THATCamp forum allows practitioners of digital humanities to define their concerns, devise solutions for them.
Harvard Professor George Whitesides and his research team have developed an array of “soft” robots based on natural forms, including squids and starfish, that may one day be used to aid disaster recovery efforts by squeezing into the rubble left by an earthquake to locate survivors, or as a way to free up a surgeon’s hands in the operating room.
Harvard’s Collection of Historical Scientific Instruments celebrates the 100th birthday of Alan Turing, whose ideas theorized the first computers, spurred the science of artificial intelligence, and — oh yes — helped save the Allies during World War II.
A new resource provides both experienced and aspiring researchers with the intellectual raw materials needed to design, build, and operate robots made from soft, flexible materials.
A Harvard research summer at CERN in Switzerland can lead to hard work, sightseeing, and, for some, a lifetime in physics.
A new study by researchers at the Harvard-Smithsonian Center for Astrophysics shows that students grasp the unimaginable emptiness of space more effectively when they use iPads to explore 3-D simulations of the universe, compared with traditional classroom instruction.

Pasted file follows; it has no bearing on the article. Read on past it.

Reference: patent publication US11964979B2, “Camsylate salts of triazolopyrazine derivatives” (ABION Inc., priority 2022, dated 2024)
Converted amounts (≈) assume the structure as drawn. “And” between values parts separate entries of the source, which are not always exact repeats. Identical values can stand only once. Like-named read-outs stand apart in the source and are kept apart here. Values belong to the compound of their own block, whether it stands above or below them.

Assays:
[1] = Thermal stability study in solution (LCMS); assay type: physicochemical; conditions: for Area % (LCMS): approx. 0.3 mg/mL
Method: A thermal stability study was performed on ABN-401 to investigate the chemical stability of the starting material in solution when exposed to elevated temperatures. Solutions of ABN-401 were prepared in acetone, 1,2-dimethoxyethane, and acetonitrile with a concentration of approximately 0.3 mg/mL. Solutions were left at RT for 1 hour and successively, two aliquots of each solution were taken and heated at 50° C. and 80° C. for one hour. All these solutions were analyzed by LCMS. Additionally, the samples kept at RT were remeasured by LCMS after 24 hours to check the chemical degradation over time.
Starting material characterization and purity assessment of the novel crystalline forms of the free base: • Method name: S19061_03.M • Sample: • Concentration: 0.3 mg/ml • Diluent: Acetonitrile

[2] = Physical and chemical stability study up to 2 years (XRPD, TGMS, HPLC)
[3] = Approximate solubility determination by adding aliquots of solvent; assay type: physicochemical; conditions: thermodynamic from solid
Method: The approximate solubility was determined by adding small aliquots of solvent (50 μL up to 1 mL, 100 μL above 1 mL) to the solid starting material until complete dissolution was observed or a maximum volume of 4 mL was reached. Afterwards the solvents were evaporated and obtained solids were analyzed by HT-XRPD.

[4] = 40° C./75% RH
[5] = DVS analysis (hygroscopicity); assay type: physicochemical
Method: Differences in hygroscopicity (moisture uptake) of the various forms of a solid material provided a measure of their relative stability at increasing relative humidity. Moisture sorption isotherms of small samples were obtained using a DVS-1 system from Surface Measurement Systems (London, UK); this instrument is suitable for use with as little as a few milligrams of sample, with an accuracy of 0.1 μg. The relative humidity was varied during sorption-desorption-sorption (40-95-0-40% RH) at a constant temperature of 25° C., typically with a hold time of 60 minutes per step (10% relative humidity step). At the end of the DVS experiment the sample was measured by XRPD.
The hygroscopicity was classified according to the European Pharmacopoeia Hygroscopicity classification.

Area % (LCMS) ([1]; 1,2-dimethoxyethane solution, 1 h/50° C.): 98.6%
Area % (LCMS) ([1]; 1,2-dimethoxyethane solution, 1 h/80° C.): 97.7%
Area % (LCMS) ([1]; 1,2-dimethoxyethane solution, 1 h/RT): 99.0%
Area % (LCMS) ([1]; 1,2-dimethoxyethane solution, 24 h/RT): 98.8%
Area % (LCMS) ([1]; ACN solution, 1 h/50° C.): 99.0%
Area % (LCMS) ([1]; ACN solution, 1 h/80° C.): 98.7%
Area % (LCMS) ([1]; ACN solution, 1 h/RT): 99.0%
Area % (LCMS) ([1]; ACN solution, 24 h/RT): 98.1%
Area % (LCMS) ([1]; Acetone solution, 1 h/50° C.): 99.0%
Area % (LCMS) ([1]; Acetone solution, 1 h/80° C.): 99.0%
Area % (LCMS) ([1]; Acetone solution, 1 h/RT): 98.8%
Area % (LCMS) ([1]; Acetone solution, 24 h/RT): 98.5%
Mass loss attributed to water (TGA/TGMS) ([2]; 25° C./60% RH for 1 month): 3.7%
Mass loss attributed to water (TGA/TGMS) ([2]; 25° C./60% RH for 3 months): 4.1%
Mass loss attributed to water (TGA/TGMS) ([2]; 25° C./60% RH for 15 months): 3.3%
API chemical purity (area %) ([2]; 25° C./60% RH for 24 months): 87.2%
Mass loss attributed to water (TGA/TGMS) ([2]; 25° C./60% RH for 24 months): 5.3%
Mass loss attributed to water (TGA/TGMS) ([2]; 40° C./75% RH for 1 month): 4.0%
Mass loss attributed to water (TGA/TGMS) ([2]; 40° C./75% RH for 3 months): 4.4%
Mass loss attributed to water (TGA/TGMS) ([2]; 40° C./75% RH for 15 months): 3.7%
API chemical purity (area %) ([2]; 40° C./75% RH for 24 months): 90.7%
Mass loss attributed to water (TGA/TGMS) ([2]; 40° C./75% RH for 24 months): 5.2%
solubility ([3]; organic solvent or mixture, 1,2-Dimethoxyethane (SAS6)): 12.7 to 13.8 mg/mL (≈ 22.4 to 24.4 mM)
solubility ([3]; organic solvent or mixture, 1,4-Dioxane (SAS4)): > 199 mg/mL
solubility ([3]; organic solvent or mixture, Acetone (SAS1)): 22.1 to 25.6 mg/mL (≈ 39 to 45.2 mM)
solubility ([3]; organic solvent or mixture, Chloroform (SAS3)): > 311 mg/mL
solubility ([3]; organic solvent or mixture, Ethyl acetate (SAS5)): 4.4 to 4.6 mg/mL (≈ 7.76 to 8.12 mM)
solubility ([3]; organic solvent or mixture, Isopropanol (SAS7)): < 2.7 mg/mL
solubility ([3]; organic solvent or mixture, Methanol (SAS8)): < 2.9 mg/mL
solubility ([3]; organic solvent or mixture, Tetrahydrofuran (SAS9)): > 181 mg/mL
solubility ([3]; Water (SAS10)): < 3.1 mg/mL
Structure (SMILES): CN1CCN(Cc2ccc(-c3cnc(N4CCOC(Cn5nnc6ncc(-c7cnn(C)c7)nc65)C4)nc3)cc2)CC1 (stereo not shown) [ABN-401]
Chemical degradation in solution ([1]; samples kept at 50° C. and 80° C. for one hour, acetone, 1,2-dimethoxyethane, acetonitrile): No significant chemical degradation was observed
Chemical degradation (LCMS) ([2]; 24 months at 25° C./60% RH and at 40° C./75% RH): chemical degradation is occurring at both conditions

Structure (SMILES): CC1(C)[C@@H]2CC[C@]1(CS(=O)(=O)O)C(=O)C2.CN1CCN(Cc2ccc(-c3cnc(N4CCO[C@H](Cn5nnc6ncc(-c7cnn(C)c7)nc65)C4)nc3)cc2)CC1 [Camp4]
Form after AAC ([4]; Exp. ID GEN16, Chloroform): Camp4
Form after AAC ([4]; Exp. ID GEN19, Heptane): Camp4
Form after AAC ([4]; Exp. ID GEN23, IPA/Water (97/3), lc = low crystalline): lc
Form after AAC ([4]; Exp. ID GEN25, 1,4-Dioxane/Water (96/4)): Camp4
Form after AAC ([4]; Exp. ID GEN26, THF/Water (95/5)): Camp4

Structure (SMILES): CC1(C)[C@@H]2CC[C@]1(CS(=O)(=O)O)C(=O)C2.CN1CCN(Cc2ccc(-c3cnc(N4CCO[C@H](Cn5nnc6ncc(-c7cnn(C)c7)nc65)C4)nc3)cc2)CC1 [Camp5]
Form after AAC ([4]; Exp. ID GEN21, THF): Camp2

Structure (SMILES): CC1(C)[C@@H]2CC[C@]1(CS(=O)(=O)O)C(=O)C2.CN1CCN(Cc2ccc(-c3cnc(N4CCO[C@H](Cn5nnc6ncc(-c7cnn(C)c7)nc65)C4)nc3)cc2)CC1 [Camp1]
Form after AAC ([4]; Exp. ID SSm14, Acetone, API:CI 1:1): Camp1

The Wyss Institute for Biologically Inspired Engineering at Harvard University announced on Monday that its human organs-on-chips technology will be commercialized by a newly formed private company to accelerate the development of pharmaceutical, chemical, cosmetic, and personalized medicine products.
Harvard researchers have devised an inexpensive medical detector that costs a fraction of the price of existing devices, and can be used in poor settings around the world.
Researchers have assembled the first high-resolution, 3-D maps of entire folded genomes and found a structural basis for gene regulation, a kind of “genomic origami” that allows the same genome to produce different types of cells.